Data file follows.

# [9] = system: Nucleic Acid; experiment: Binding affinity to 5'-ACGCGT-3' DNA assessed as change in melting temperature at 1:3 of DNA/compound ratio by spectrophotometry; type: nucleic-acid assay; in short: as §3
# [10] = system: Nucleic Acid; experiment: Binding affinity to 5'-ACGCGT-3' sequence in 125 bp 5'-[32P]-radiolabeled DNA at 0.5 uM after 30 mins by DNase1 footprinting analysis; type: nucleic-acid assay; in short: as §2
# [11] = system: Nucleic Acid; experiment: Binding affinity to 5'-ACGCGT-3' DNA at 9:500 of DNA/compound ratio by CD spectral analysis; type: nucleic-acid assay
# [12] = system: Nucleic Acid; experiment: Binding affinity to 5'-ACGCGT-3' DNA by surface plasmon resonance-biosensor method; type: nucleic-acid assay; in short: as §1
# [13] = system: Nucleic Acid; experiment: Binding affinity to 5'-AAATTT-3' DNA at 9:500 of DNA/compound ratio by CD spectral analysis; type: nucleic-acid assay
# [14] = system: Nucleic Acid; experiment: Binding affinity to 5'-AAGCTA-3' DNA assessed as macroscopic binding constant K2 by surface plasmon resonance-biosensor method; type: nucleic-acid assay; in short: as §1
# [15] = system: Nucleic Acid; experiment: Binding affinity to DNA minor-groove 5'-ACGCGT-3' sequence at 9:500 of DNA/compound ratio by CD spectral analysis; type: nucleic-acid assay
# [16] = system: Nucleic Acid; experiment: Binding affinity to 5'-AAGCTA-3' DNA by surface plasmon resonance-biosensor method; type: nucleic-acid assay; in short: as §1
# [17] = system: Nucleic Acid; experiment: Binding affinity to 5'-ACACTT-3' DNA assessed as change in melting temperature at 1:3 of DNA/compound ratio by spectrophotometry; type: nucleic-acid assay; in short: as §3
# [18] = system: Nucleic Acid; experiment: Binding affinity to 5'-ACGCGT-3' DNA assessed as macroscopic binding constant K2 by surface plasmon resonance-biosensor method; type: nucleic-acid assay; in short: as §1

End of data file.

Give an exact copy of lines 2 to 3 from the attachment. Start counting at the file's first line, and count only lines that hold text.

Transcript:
# [10] = system: Nucleic Acid; experiment: Binding affinity to 5'-ACGCGT-3' sequence in 125 bp 5'-[32P]-radiolabeled DNA at 0.5 uM after 30 mins by DNase1 footprinting analysis; type: nucleic-acid assay; in short: as §2
# [11] = system: Nucleic Acid; experiment: Binding affinity to 5'-ACGCGT-3' DNA at 9:500 of DNA/compound ratio by CD spectral analysis; type: nucleic-acid assay